• An examination of structure… assumptions about existing reporting structure and workflow should be challenged, and alternative, more flexible methods of assigning employees to functions should be identified.
    • An audit of current hiring practices… traditional approaches to hiring may not serve the interests of retention. As a growing number of employees work on teams and move from project to project, and as hierarchies evolve, the organization may need to rethink what type of people are best fit hires.
  • The 6 Elements of an Employee Retention Plan

    1. Recognize That Retention Is Not For Everyone

     Retention is only a sound strategy when the employee is a keeper. While establishing and cultivating a positive, supportive environment and opportunity for everyone, there is an accompanying understanding that growth and advancement is for those who earn it.

    Senior management needs to accept this and understand that people who feel passed over will leave. The challenge is to insure employees who do feel passed over are not employees the organization values, would like to keep, and grow. 

     

    1. Make Sure The Right Person Is In The Right Seat

    Ongoing communication between employees and their supervisors must be sufficiently candid and substantive. It should address specific issues relating to the current assignment and possible future advancement.

    Not all employees who consider themselves promotable are. But they may be best cast in their current position. If advancement is not realistic, possible opportunities for reassignment to another lateral task should be identified and discussed.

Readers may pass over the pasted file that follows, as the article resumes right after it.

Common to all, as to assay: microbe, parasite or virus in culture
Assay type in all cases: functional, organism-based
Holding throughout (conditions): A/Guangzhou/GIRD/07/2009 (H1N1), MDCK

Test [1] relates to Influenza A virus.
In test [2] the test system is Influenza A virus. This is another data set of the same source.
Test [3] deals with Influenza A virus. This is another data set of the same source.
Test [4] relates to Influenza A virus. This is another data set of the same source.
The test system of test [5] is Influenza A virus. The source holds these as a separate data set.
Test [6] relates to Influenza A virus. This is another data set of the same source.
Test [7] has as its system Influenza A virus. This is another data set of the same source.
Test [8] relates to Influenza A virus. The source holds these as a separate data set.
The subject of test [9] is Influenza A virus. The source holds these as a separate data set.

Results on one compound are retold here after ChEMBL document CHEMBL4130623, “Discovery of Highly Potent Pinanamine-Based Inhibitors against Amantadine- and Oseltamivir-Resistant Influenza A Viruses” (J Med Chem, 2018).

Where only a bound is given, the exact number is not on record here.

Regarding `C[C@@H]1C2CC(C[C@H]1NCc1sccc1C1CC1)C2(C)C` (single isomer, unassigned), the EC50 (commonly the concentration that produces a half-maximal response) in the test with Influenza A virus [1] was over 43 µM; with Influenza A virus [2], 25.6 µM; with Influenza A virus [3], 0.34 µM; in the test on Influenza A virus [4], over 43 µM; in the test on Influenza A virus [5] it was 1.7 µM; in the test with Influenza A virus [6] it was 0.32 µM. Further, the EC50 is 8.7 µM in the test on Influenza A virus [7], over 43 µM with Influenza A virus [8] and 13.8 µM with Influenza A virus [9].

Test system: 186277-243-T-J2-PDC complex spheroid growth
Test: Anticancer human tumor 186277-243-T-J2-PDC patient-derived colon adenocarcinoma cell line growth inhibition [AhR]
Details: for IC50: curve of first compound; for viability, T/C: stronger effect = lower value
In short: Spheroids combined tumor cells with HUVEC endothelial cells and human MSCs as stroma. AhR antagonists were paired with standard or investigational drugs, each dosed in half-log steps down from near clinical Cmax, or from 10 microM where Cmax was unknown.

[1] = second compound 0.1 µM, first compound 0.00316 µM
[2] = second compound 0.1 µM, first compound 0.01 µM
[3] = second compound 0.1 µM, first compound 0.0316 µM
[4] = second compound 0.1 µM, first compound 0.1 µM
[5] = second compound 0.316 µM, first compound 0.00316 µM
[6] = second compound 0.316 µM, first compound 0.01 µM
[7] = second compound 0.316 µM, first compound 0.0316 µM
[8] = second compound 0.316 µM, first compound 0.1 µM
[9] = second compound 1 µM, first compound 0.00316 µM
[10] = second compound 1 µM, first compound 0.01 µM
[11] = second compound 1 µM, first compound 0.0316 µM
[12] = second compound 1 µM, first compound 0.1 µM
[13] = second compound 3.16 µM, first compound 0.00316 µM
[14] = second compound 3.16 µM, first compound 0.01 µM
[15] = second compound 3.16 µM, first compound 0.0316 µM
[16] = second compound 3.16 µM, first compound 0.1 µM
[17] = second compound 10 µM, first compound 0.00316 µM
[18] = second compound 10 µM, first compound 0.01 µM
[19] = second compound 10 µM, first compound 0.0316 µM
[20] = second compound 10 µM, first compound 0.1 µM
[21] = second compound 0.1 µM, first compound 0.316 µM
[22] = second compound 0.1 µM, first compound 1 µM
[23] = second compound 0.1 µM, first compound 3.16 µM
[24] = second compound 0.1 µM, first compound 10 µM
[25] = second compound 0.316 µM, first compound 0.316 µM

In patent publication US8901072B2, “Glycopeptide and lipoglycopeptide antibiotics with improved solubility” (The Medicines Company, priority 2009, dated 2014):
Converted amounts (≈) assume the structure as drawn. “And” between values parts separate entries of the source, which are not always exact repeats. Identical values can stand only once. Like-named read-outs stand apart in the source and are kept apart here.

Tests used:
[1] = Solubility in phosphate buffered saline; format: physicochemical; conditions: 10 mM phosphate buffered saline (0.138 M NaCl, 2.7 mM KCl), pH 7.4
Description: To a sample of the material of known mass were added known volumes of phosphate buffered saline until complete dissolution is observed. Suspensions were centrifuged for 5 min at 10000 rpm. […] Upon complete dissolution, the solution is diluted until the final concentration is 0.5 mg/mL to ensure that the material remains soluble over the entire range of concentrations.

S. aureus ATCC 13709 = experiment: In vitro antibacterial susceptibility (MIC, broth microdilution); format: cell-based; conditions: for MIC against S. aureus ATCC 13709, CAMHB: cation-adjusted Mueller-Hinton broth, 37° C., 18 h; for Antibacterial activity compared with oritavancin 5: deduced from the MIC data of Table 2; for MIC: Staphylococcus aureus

Some employees are content to perform at their current level. Others who do not see themselves as promotable are promotable, capable of performing at a higher level.

    Whatever the case, ongoing dialogue between the employee and the supervisor is essential.  One of the benefits is the type of preemptive intervention used by organizations such as Credit Suisse.

    At Credit Suisse, an internal recruiter will often cold-call an employee and inform them of an opening within the company. This program reduced attrition by 1% in 2014 by shifting 300 employees into new roles. The firm estimates that it saved $75 million to $100 million in training and rehiring expense.

     

    1. Provide Tailored Benefits

    The benefit package is not simply what attracts employee. It can be what keeps employee.

    Benefits go well beyond health care. Different motivators and different workstyles are factors.

    A recent “Glassdoor Employment Confidence Survey” found that 80% of employees chose additional benefits over a pay raise.